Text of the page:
Today's Treat2019/10/08

slightly icy

     Bottomless coffee and chocolate cake: 480 yen


Found a hidden gem! This café offers self-service soft drink with unlimited refills at 100 yen. I enjoyed double espresso (just press the “espresso” button twice).

The cake was apparently defrosted frozen cake, but with a touch of decoration. The cost of 380 yen might feel a bit costly compared to the coffee.

The best part of this place is that it is not busy at all. When I visited late morning on a weekday, I was the only guest. I relaxed for quite a while without getting disturbed by other idlers. The lady behind the counter was nicely indifferent about her guests. 

The drawback is that this place is hidden in the deep corner of a local furniture store (I guess this store follows IXXA’s example). So it is difficult to drop in at unless you live nearby or you are a (middle-to-lower priced) furniture enthusiast.  

I hope place will survive and offer coffee at this price when I visit next time. 

Back to Paper2019/10/07

Recently I started buying (not borrowing or subscripting—this is the point!) printed magazines again for the first time in these nearly two decades.

I used to be a magazine enthusiast in my 20-30s. I would buy a magazine and get on the commuting bus every morning.


Even while I lived in a foreign country, I still read magazines in the local language, which now I think beyond my linguistic proficiency. But I just loved flipping through them like a local.

For the past several years, however, I have been consumed with someone’s blog, Yahoo! News and online magazines, not paying anything for what I read.  

Then one day this year, I bought a magazine on food using a discount coupon at a local supermarket’s magazine stand and spellbound by its sophisticated graphics and well-curated contents. It is worth what have paid, I thought.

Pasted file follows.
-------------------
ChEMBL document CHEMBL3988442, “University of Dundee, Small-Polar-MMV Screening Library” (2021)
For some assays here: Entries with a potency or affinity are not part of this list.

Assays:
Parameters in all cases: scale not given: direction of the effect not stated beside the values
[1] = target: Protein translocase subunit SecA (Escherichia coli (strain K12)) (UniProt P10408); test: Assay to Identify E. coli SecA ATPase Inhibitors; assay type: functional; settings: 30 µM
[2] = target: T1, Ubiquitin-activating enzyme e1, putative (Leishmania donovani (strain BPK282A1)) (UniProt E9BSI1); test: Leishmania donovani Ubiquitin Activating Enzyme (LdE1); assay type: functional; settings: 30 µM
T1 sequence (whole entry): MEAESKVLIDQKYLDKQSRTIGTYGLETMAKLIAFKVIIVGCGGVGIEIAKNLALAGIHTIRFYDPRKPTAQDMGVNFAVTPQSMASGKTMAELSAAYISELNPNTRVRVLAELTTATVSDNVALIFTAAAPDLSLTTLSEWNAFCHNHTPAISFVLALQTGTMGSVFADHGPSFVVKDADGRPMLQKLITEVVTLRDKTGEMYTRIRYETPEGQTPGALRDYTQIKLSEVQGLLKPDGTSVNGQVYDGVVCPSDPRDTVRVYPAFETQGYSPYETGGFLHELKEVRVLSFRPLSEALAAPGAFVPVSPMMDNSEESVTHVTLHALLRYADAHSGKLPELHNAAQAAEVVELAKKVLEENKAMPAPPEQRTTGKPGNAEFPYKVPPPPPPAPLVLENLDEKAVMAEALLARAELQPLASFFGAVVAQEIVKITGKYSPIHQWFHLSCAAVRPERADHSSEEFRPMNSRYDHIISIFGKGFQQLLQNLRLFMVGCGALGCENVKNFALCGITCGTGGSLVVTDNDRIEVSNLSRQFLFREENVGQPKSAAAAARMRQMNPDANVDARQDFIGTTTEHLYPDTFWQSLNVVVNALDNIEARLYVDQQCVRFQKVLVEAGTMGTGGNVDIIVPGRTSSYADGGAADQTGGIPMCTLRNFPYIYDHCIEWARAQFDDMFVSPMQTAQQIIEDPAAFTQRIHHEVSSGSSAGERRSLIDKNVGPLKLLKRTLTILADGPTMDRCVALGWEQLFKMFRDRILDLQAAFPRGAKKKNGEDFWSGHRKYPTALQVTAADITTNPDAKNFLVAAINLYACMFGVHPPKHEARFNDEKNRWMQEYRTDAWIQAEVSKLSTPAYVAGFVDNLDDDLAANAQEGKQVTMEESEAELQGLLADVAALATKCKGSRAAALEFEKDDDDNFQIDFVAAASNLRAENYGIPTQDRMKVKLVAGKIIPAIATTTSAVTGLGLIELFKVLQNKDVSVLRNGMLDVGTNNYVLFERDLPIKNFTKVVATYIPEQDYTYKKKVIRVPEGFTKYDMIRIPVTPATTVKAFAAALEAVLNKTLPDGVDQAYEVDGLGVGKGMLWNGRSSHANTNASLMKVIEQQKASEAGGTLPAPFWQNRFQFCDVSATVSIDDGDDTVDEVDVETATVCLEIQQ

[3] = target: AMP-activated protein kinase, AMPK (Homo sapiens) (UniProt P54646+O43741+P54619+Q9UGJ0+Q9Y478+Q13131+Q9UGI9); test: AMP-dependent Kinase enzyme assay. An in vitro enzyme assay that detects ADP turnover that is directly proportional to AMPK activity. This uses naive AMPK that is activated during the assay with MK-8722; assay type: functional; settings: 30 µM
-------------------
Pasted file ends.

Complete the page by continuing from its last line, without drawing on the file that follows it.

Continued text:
Since then I have tended to drop in at the magazine section when I go to bookstores and found myself buying an increasing number of magazines every month. 

Objectively looking at my recent buy (picture above), I realized I am no longer a 20-something. The magazines I used to buy in the 20th century featured clothing, gossips and how to improve my looks. Whereas what I have recently bought introduce how to get along with an aging body, eat beans and find a good over the counter drugs and good chemist…the contents I would never even dream of 30 years ago...

Today's Cat2019/10/05

Survivors of the previous typhoon in September.

People's Cinema2019/10/02

Welcome to a public cinema!

Our local library has a vast collection of Japanese and Asian films and two screening rooms. 

You can see rare and good films here at the cost of 600 yen (per an adult per program). If you are careful, you might find some discount options.


In my opinion, this cinema is one of the most lavish theatres in Fukuoka. 

Being almost 30 years old, It is by no means equipped with state-of-the-art (in fact each seat has this mysterious equipment

mysterious equipment

that you might have encountered on board an aircraft 20 years ago). But designed with plenty of space and built with less cheap-looking materials.

The entire space is very well maintained so it looks almost spick and span. 

I particularly like this lounge-ish space

beautifully maintained

and this stairwell decorated with chandleries.

Great Gatsby...

What’s wonderful in this space is, probably every original detail has been preserved until today unlike the city’s other aging facilities covered with rust and cracks.


In September I saw a few older Japanese films. The space was packed with grey-haired audience. So grey that I felt I might be the youngest viewer in the room. And I like that they clap their hands when the film is finished. I enjoyed the films of course, but I must say I was more impressed with the space itself. 

A Half-Day Scandinavian Trip2019/09/30

Let's go!

To make the most of my three-month bus pass due to expire soon, the other day I launched a half-day excursion to taste the Scandinavia as much as I could.


Ikea is the first place I think of when I hear the word “Scandinavia”. For me it is simply impossible to go there by bike or on foot. But this bus pass allowed me to visit there for the first time in my entire life.  I took a two-hour bus ride to there.